When Elon Musk took over Twitter last November, he quickly turned his attention to the platform’s highly sought-after status symbol: the blue verification check mark.
The seal of approval previously handed out to celebrities, politicians, journalists and other public figures was meant to reduce impersonation attempts, help users wade through high volumes of replies and likes and make it easier to ensure people aren’t duped by parody accounts.But Musk was intent on “treating everyone equally” and boosting the revenue of the US$44 billion social media platform he had just bought, so he announced last fall he would remove the check marks for users not paying for Twitter Blue. The platform’s premium subscription also offers an edit button, fewer ads and the ability to post longer videos.
Accounts impersonating Tesla, gaming giant Nintendo and pharmaceutical company Eli Lilly sprang up and paid for verification, pushing Musk to dump his check mark removal plans, but he revived them in April, yanking the symbol from accounts.
Some users were so angered they fled the platform, while others stuck around but lamented that the verification change along with several other moves Musk made that have shifted Twitter’s public image.
And then there were the people who decided to pay. The Canadian Press asked several what made them open up their wallets.
Felicella, a Vancouver-based harm reduction and recovery advocate with 15,300 followers, wasn’t drawn to subscribing to Twitter Blue because of the tick he’d see beside his username.
“That blue check mark, they could take it away today. I couldn’t care less,” he said.
“It doesn’t matter to me.”
Instead, it was text-based two-factor authentication and the ability to publish longer tweets that drew him in to forking over $155 a year (users don’t need to pay for Blue to use an authenticator app). Felicella figured longer tweets mean more space for context and maybe, additional chances to connect with someone in need of his support.
Though some have left Twitter, he’s sticking with the platform because he wants to help counter misinformation, especially about drug use, that he’s seen spreading online.
“You’ve got to balance (the misinformation) out. I don’t want them to take over,” he said.
“I keep saying I’d rather hang out here and ruffle some feathers than just walk away from it.”
The Calgary-based independent director at Teako Minerals Corp. and commodity specialist for CommonStock Inc. considers herself a “Twitter addict,” using the platform daily and crediting it for helping her cope with the COVID-19 pandemic.
“There was always someone to talk to about a common interest,” she said via a Twitter direct message.
Shaigec subscribed to Blue for the features, which have reduced her ads by 50 per cent, let her tweet more than 280 characters, given her an edit button and helped her sort bookmarked posts by topic.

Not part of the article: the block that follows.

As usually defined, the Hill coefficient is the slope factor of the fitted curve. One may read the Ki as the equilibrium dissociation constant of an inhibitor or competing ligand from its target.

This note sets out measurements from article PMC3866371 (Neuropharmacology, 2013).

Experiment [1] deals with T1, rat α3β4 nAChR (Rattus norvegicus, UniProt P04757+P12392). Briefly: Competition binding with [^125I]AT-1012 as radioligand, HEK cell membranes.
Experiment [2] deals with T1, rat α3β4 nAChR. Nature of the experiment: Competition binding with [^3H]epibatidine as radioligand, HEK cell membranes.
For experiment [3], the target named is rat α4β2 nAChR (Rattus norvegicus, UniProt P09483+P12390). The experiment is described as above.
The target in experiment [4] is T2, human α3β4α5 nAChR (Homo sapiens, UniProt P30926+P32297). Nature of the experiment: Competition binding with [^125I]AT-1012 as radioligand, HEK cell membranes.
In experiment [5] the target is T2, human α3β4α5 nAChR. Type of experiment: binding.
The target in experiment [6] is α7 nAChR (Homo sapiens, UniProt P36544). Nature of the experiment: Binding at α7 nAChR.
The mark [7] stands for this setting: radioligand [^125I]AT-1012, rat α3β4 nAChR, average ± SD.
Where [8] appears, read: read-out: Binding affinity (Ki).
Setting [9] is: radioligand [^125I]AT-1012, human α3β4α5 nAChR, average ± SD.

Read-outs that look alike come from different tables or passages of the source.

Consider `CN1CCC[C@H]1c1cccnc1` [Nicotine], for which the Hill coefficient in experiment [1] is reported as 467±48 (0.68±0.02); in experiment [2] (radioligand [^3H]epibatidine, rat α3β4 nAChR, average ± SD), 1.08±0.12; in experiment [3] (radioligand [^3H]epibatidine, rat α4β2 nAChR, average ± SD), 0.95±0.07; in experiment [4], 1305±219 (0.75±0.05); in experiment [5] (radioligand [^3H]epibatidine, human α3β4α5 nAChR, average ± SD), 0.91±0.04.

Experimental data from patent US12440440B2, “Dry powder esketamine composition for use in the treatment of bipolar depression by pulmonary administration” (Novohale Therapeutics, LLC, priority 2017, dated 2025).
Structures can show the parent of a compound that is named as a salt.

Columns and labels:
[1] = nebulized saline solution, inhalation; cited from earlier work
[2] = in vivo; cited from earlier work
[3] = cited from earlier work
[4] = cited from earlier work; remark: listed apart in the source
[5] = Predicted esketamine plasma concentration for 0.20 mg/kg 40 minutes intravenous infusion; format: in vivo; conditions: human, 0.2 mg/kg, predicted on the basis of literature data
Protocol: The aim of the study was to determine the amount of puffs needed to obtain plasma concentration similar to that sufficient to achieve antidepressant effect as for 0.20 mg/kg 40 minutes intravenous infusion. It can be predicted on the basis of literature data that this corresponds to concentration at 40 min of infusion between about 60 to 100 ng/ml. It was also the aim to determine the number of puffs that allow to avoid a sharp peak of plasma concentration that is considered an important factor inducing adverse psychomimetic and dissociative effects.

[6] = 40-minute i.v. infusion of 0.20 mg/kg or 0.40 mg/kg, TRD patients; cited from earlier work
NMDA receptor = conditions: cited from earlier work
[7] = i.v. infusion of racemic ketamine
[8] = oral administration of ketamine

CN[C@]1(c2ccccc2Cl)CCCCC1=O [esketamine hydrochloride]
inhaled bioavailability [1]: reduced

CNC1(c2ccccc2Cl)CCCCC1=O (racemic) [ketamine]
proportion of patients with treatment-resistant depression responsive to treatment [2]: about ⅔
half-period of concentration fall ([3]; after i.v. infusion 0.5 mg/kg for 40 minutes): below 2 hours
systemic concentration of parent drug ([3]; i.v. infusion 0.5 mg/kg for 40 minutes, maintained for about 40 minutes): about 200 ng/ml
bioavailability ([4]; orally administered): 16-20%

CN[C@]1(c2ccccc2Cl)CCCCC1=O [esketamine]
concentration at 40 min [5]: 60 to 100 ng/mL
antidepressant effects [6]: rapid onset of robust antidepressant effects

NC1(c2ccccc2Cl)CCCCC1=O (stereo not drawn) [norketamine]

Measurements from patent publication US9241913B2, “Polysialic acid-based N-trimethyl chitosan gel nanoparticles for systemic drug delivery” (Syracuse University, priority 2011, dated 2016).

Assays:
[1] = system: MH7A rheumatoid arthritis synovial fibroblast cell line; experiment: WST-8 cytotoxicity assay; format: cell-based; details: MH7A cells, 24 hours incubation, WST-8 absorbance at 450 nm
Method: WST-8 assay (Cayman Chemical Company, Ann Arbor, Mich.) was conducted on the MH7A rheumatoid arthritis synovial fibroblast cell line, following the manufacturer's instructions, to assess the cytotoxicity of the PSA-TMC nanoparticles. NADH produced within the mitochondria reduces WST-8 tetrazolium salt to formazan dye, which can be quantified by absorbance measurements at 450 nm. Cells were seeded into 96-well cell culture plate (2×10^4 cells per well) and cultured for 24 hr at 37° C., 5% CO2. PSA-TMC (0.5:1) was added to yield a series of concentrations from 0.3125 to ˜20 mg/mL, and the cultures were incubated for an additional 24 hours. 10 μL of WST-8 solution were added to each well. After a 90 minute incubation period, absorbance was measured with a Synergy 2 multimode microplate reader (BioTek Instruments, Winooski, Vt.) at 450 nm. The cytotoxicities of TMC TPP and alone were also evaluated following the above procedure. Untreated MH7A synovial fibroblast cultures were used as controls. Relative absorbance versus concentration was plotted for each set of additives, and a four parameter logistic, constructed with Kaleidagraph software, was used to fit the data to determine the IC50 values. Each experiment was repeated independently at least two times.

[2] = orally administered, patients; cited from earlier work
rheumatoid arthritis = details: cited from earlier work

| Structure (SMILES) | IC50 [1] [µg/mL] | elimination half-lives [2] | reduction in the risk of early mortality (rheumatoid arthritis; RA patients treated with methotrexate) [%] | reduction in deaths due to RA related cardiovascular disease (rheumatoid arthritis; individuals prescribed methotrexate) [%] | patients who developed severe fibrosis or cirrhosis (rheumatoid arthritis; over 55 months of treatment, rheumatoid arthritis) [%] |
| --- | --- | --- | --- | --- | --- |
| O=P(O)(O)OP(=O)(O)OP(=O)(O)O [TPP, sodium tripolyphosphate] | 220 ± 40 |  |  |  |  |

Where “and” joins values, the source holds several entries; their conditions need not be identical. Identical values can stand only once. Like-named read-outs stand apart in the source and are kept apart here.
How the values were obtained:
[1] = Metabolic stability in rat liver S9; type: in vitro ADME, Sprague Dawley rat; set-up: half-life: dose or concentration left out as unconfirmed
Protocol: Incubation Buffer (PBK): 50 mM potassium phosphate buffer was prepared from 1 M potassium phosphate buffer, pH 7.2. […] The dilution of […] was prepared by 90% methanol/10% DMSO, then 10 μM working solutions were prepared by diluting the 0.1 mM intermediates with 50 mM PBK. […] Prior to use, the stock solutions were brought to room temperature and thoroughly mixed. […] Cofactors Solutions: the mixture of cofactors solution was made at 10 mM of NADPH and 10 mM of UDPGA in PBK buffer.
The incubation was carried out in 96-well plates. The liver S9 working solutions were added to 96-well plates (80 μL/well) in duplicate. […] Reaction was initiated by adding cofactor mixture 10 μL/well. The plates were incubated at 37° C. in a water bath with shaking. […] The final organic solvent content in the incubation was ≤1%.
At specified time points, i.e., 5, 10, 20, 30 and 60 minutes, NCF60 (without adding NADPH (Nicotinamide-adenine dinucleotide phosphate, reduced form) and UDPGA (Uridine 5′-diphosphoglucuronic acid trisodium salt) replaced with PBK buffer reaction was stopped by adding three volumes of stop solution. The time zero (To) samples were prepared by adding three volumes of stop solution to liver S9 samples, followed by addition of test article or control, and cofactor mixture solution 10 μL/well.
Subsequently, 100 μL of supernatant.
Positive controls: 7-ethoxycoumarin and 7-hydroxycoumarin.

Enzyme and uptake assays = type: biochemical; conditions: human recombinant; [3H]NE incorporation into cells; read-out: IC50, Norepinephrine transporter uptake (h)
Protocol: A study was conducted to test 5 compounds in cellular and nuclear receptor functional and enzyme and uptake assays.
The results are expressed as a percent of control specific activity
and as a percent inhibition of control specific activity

“With the volume of tweets that I send out and the number I read daily, the Twitter Blue features seem to improve my efficiency on the app,” she said.
But she added they’re “more of a luxury” than a necessity.
“So I can understand why some are expressing dismay that the blue check mark is geared toward the elite – or those that can more easily afford the subscription price.”
Manitoba’s premier still has her blue check mark – a decision her communications team made to “protect the integrity of the account,” a spokesperson said in an e-mail.
“The subscription is covered by the PC Party of Manitoba – not taxpayers,” the spokesperson added.
The Keswick, Ont. real estate agent with 26,700 followers decided to shell out for a monthly subscription in March, after Twitter stopped text message-based two-factor authentication for users not paying for Blue.
By then, he had grown fed up with fake accounts impersonating people and peddling cryptocurrency scams and hoped Blue might cut down on such instances.
“I’d get messages from people all the time telling me that there’s this fake account. It’s actually crazy how many times I’d get those messages,” he said.
“If it eliminates that, that’s worth it to me.”
He still spots impersonators but feels the check mark gives his profile an added layer of authenticity and is part of a growing move toward paying for verification on other platforms.
Meta announced in February that it will charge Facebook and Instagram users to have verified accounts.
The “Kim’s Convenience” and “Shang-Chi and the Legend of the Ten Rings” star shared in mid-April that a misunderstanding about changes to two-factor authentication led him to open his wallet.
“I’m still blue because I thought I had to pay to retain two-factor authentication. They got me,” he wrote in a tweet he ended with a sad face.
The Calgary-based founder of Scholarships Cafe, a platform connecting people with scholarships and other academic opportunities, tried to get verified by Twitter about five times over the last few years to help his work reach more people.
He submitted newspaper articles he appeared in and information about his work in academia, but still couldn’t convince Twitter to give him the mark until Musk opened up verification to users paying $11 in November.
“When I saw the opportunity to get a tick, I felt like it was time,” Igbalajobi said.
He doesn’t think Twitter Blue has given his tweets more exposure or sent any more opportunities his way than having a non-verified account would, but likes that it allows him to send longer tweets.
“A couple of days ago I made a list of the top 25 scholarships in Canada and I didn’t have to split those tweets,” he said.
“I could do that within two minutes.”